The “Monsoon”, from the Arabic “mauism” meaning “season”, defines a wind that changes direction with the seasons. Monsoons develop as a result of changing patterns of atmospheric pressure caused by the varied heating and cooling rates of continental landmasses and oceans. The strongest and most well known monsoons are those which affect India and Southeast Asia. The summer monsoon, which blows southwesterly across the Indian Ocean, is extremely wet. The winter monsoon, in contrast, blows northeasterly and is generally dry.
India and Southeast Asia lie in between the centres of the tropical and subtropical climate zones. For much of the year, and particularly during winter, northeast trade winds blow across the region, from subtropical high pressure to equatorial low pressure. These winds originate from the continental interiors and are generally dry. During the summer months however, the large landmasses of Asia and the Indian subcontinent heat up, generating a seasonal continental region of low pressure. Airflow reverses and wind blows southwesterly across the Indian Ocean, accumulating considerable moisture which is deposited as heavy rainfall during the wet season from May to September.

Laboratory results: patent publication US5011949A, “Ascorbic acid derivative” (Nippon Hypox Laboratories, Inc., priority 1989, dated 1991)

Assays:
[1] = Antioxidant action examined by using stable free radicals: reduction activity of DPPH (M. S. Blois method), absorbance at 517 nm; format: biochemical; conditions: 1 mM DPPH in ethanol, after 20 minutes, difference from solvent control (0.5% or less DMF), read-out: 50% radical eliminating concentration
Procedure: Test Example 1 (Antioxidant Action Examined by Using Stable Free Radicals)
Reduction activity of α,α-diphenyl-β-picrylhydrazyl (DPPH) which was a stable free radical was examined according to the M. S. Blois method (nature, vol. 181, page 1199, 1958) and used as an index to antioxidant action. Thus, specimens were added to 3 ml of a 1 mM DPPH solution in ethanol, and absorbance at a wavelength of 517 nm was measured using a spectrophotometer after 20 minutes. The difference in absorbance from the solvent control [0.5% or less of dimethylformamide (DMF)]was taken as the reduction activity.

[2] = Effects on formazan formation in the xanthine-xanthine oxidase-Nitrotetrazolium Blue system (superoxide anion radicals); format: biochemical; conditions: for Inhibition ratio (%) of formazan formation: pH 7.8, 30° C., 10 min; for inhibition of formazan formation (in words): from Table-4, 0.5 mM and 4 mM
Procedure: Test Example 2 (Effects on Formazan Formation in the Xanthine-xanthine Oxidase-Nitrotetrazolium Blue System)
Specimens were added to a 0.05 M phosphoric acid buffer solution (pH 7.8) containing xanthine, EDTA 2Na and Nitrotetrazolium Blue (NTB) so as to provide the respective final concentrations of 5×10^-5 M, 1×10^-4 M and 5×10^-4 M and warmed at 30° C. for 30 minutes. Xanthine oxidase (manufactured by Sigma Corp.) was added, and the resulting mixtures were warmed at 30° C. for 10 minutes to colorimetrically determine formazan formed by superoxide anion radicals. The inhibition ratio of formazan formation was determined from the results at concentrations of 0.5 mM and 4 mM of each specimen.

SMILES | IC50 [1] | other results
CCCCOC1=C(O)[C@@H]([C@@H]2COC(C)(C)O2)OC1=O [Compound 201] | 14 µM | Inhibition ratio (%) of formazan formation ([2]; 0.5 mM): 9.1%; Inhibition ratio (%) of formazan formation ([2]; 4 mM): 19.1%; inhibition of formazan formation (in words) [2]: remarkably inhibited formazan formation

Scientists have linked the development of the monsoonal wind phenomenon over India during Earth History to the uplift of the Himalayas and the Tibetan Plateau, which occurred about 20 million years ago when India collided into the Asian continent.